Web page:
Revisit your childhood, make new memories and explore all Canada’s vast, rugged outdoors can offer by considering the following stunning road trips.
For those looking for a relaxing getaway and gorgeous scenic drive away from the city, consider heading to the Sunshine Coast in BC. A popular area for many local Vancouverites wanting to get away for the weekend, the Sunshine Coast boasts beautiful seaside cities and is only a couple of hours from downtown Vancouver. Grab a ferry from Horseshoe Bay to Langdale, and visit attractions like Persephone, Farm Ventures, and more, all along the coast.
If you live on Vancouver Island or are just stopping by for a vacation, all you need is a car, friends, family and a good playlist before setting out on this breathtaking drive. Follow the Trans-Canada Highway along the eastern coast, and cut across Pacific Rim National Park Reserve while passing glistening lakes and rivers. In Tofino, take advantage of Canada’s rare surfing opportunities, embark on a fishing adventure, or explore the area’s many trails and beaches.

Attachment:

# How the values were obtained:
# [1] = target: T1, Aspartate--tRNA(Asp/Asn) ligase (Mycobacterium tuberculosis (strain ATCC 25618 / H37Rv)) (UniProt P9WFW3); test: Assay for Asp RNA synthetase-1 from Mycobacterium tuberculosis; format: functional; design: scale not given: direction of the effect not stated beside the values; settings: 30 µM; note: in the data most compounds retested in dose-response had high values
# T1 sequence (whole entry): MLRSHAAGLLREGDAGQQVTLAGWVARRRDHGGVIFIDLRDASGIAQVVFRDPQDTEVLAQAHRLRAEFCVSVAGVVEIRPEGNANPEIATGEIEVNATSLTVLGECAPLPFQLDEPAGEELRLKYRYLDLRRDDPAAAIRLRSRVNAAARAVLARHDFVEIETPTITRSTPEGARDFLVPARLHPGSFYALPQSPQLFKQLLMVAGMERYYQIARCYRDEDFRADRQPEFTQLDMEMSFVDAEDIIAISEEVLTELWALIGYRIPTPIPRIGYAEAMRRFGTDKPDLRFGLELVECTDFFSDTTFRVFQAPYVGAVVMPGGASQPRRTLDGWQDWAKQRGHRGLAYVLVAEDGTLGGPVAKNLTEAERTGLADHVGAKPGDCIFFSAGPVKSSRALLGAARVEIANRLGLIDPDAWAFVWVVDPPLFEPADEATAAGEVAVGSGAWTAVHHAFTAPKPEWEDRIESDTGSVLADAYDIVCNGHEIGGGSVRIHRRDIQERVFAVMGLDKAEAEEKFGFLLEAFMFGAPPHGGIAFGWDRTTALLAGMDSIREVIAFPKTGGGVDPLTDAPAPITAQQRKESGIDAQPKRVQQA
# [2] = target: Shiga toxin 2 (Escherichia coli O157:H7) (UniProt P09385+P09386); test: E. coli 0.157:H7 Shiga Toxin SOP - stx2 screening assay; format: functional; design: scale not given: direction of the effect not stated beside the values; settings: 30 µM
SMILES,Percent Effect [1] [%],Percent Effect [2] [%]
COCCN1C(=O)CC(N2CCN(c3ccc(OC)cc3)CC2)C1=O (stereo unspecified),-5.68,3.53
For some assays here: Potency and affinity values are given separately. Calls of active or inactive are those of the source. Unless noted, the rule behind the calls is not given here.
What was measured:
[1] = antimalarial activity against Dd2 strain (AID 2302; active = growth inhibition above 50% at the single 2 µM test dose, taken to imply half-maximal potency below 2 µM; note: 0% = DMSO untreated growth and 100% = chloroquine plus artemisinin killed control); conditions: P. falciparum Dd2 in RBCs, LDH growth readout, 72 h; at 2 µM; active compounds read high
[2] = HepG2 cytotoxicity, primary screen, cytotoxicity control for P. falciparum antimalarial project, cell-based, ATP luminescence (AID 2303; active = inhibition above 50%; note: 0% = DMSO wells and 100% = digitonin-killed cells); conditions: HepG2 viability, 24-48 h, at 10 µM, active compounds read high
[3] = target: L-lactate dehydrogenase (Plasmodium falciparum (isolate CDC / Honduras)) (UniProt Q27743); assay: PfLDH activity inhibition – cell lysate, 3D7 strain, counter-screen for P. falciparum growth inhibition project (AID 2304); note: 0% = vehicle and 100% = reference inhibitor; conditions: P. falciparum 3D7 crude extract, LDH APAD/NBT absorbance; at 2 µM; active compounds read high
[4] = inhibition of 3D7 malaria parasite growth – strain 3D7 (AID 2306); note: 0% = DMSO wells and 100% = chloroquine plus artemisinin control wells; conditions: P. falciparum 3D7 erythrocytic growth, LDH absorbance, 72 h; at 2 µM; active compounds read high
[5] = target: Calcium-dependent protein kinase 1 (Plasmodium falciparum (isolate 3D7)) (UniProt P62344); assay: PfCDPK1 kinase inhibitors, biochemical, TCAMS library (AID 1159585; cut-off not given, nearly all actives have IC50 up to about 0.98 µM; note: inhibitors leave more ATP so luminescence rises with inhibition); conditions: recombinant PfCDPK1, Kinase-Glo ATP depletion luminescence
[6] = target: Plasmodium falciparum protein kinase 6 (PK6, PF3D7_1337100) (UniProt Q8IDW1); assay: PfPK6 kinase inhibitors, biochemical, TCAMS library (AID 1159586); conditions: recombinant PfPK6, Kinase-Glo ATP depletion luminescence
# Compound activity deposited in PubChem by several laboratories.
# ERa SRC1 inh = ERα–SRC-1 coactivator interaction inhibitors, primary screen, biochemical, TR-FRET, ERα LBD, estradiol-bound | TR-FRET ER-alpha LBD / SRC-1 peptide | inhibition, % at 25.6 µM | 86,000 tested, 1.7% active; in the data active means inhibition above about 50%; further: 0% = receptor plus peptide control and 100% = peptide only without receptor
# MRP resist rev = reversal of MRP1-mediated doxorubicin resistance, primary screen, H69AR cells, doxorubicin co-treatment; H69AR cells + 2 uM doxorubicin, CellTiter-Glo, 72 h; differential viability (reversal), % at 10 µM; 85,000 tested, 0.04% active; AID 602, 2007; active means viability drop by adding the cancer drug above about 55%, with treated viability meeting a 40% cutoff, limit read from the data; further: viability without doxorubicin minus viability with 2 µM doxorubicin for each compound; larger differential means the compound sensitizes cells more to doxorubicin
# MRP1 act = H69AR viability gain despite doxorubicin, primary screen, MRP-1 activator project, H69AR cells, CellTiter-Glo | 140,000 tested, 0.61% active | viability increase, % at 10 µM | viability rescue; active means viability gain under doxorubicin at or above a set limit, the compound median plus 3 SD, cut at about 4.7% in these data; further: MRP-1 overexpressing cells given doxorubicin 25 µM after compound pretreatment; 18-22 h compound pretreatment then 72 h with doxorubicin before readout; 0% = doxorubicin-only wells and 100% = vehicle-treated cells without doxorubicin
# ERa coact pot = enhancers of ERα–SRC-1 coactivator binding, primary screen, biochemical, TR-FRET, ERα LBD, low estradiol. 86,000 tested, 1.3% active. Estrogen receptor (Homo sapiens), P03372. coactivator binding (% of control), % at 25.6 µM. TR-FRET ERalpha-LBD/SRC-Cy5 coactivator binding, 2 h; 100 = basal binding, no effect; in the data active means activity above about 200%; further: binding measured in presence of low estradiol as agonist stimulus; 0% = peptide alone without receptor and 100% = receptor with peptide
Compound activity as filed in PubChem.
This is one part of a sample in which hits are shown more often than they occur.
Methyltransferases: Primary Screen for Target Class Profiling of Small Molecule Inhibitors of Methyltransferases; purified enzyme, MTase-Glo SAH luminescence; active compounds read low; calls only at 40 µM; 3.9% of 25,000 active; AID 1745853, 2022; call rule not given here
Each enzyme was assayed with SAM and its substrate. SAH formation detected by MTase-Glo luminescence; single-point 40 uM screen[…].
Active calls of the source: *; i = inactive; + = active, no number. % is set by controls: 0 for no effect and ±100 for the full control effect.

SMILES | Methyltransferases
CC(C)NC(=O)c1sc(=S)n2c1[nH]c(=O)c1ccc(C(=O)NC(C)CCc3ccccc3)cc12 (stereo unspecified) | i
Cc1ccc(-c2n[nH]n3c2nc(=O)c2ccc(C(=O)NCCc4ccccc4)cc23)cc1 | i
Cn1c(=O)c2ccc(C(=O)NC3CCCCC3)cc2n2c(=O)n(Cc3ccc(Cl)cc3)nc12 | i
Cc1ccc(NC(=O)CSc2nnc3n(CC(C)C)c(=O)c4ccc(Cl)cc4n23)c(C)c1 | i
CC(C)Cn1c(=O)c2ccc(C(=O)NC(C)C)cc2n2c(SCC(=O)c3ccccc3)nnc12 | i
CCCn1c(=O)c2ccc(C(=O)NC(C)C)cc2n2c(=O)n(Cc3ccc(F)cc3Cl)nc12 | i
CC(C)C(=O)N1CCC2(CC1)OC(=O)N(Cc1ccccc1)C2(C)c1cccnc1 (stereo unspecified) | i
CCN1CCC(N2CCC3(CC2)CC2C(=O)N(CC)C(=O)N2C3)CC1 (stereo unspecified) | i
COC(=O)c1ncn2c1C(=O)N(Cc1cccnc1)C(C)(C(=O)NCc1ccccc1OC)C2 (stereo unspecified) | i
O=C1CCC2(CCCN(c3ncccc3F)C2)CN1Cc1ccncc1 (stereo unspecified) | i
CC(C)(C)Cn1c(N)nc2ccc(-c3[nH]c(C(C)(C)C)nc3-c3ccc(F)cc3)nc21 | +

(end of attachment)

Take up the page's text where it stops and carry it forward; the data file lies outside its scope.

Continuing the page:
Osoyoos is world renowned as one of Canada’s best wine countries, and whether you’re planning to stay awhile or are just stopping through, the city is a summer paradise. A slightly longer road trip (approximately 5.5 hours) will take you across the majestic Kootenays and into the charming community of Kimberley, BC, allowing you to come across spectacular mountain and lake views year round.
For Calgary residents or anyone in the surrounding area seeking a road adventure that’s a little different than the usual visit to Banff National Park, head south into BC with Fernie in mind. Located on Highway 3, Fernie’s mountain backdrop provides the perfect space for avid hikers and trail runners looking to explore new terrain.
Although Saskatchewan is well known for its flat-ness, the prairie province is home to rich Canadian history, and showcases a number of vibrant communities and attractions. Beginning in Regina, make your way to Moosejaw, camp out at Craik & District Regional Park, and follow the Louis Riel Trail to Saskatoon, where you can enjoy the city’s nightlife.